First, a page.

The major reason we should not impose a carbon tax in New Zealand is because it will not reduce our emissions, but make the cost of living, working and running a business in New Zealand more expensive. A lot of pain for not much emission reduction gain.
The carbon tax will not help reduce our emissions because nearly 50% of them come from agricultural methane and nitrogen oxides where there will be no quick or easy solutions. The next largest area of emissions is transport at around 20% and again there are no easy answers in this area. The price of a carbon tax would have to go very high before people abandoned their cars, given we are a geographically spread out country with a low population, which makes affordable and comprehensive public transportation options challenging to fund. Just look at the protracted debates we are having in the Wellington region about the funding of new roads.
There are things we can do in transport to reduce emissions, but they will not be without cost. Lowering the age of the motor vehicle fleet and getting the newer cleaner technology into circulation is one option, by placing restrictions on the age of second hand cars that can be imported into the country. This would reduce greenhouse gas emissions, but it also puts up the price of motor vehicles. Better roads, smoother traffic flow, smaller vehicles (appropriate for purpose) and better public transport options – would all help, but again theses initiatives come at a price.
Business can do its bit to reduce emissions by becoming as energy efficient as possible. Many in the energy intensive sector (companies using a lot of fuel and energy) are already highly energy efficient because it is such a big cost to their business. So while we can and should strive for continuous improvement, many are already operating at or close to Worlds Best Practice in emissions intensity.
While there may be room for improvement in energy efficiency in the small to medium sized business sector, you have to remember that in New Zealand not a lot of our emissions come from business (14% from manufacturing, construction, industrial processes) so even if we do make good progress here, it is not going to contribute that much to reducing our country emissions.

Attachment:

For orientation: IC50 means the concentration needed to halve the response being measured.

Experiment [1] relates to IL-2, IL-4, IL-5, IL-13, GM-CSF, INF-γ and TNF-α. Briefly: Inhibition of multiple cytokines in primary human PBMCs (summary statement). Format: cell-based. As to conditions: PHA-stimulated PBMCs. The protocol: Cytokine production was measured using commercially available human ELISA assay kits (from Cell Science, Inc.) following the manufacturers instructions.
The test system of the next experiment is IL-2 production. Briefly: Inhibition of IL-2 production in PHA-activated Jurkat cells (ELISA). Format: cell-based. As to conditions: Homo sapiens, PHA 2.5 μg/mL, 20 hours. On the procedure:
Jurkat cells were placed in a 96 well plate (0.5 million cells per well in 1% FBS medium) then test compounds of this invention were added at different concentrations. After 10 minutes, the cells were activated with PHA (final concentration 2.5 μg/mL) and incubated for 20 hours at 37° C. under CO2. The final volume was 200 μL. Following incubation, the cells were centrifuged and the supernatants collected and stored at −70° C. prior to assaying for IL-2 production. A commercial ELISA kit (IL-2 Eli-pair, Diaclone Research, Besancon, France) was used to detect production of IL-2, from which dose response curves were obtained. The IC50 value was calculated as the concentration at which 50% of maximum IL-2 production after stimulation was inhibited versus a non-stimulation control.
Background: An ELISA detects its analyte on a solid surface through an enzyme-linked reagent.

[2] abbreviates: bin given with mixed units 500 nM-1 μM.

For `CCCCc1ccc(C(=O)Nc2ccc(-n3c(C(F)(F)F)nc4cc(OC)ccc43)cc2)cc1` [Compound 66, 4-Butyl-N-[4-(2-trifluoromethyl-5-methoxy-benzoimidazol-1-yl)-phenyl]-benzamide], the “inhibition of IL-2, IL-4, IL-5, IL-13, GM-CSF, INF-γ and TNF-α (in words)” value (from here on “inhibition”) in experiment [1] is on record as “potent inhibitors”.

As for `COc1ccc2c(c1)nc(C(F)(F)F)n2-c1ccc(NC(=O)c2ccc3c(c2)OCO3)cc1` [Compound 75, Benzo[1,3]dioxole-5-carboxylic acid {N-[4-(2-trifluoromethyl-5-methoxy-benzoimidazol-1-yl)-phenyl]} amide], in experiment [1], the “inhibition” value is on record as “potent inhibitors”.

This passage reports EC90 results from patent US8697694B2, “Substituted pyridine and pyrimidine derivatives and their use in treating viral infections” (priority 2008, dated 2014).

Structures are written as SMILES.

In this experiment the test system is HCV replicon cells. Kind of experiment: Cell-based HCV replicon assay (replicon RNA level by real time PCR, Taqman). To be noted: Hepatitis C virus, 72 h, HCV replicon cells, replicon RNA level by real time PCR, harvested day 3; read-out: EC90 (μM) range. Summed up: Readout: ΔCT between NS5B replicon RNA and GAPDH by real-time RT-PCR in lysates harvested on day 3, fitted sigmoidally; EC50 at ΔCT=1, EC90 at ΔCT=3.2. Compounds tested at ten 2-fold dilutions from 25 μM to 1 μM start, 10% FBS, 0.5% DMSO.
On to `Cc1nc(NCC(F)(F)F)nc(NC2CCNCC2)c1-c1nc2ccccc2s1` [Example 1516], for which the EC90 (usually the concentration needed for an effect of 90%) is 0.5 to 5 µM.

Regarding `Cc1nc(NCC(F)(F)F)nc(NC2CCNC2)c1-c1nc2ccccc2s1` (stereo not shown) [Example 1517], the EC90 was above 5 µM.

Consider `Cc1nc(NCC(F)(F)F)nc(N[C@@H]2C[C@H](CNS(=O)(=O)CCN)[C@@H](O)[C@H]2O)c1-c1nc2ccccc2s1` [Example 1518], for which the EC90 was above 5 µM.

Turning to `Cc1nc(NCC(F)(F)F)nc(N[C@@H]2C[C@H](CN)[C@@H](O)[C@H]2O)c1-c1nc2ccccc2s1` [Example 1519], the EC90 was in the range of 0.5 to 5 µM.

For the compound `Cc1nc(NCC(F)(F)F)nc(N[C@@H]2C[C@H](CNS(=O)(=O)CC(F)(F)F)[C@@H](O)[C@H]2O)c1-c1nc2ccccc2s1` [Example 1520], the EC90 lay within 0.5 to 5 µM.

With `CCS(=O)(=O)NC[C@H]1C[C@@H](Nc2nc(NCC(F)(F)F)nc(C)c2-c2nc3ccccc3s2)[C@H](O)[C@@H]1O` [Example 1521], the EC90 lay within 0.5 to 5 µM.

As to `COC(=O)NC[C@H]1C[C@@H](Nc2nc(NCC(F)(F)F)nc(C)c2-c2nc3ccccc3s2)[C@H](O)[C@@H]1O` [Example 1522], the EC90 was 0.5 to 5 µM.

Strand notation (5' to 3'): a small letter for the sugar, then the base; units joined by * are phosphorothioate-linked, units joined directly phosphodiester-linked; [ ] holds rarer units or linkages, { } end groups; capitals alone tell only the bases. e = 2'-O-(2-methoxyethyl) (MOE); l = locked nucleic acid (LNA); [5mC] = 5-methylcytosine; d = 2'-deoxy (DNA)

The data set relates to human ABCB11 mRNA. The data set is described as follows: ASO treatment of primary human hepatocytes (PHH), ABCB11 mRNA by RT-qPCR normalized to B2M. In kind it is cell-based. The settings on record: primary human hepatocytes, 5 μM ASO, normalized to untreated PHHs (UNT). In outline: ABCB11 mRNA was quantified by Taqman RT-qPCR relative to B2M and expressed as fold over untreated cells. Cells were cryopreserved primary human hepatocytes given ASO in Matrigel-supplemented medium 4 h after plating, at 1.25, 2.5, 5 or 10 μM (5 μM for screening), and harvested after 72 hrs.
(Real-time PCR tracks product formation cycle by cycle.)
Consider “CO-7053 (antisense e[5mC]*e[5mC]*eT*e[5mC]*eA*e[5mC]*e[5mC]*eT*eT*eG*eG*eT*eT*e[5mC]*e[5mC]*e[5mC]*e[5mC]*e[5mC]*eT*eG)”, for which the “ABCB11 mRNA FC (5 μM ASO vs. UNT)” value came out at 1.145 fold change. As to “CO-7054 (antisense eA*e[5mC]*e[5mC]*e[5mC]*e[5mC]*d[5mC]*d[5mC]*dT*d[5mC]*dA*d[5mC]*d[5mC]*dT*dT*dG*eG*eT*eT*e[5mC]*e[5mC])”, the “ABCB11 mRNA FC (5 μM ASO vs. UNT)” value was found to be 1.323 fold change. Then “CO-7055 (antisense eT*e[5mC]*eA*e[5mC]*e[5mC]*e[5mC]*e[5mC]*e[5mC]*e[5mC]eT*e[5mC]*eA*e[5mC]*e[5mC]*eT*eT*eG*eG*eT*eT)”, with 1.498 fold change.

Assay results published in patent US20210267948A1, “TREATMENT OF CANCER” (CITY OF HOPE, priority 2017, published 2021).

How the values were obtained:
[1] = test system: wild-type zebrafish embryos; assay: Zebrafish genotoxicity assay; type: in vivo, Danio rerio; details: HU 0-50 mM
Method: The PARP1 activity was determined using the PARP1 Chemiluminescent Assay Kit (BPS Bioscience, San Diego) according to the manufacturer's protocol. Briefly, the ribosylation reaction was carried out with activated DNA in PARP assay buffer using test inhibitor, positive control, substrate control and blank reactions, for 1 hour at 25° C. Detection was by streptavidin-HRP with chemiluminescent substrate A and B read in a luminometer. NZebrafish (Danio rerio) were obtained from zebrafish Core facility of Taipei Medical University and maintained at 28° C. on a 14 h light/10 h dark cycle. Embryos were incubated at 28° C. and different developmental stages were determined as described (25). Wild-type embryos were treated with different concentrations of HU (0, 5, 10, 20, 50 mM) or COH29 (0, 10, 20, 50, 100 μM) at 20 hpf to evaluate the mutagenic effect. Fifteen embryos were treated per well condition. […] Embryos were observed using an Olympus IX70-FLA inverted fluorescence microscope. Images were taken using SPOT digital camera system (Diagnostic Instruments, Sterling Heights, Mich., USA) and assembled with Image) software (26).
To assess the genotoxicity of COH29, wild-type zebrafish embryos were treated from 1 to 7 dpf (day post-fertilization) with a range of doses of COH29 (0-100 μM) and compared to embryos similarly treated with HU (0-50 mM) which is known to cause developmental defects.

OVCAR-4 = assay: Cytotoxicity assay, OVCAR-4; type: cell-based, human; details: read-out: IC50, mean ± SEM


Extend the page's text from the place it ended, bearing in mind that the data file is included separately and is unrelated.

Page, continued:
With regard to future international action, we believe that New Zealand should proceed very cautiously. Given our emissions profile, we have much more in common with countries like Brazil and Argentina (dominated by agricultural emissions and with lots of renewables like Hydro in their electricity generation sector) than industrialized countries where their emissions are largely from burning fossil fuels.
The other route (non-Kyoto route) that is opening up to tackle greenhouse gas emissions is the technology route. Countries like the USA and Australia are investing heavily in developing new lower emitting technologies rather than setting emission reduction targets. They have just announced the creation of a new multi-lateral agreement which is aimed at creating and deploying modern technologies to help energy hungry growing economies such as India and China and South Korea reduce their emissions.
The bottom line is that these developing economies are growing at a huge pace and so are their emissions of greenhouse gases. The conundrum for the whole world is that economic growth is currently largely based on the burning of fossil fuels. Until we develop new technology that can remove or reduce emissions from those fuels; the only sure way to reduce emissions is to limit economic growth. That is not an option in a world where millions of people still do not have access to electricity, and it is not that attractive to developed economies either.
New technology will bring the answers eventually, but in the meantime New Zealand needs to be pragmatic about how much we can achieve given our national circumstances. Investing in energy efficiency and adaptation to climate change might be the best strategy for New Zealand in the medium term.
If New Zealand fails to meet its Kyoto Protocol targets to reduce emissions for the first commitment period, which now looks highly likely, we will be facing having to buy carbon credits internationally at a very high cost to our economy.
Ironically countries like Russia will benefit, because their economy collapsed after 1990 (when targets were measured from), and the resulting emission reductions have given them a surplus of emission credits to sell. This just goes to show that an economy going backwards is the surest way of reducing greenhouse gas emissions.
Greenhouse Policy Coalition
The Greenhouse Policy Coalition represents most of the energy intensive companies in New Zealand over a range of sectors.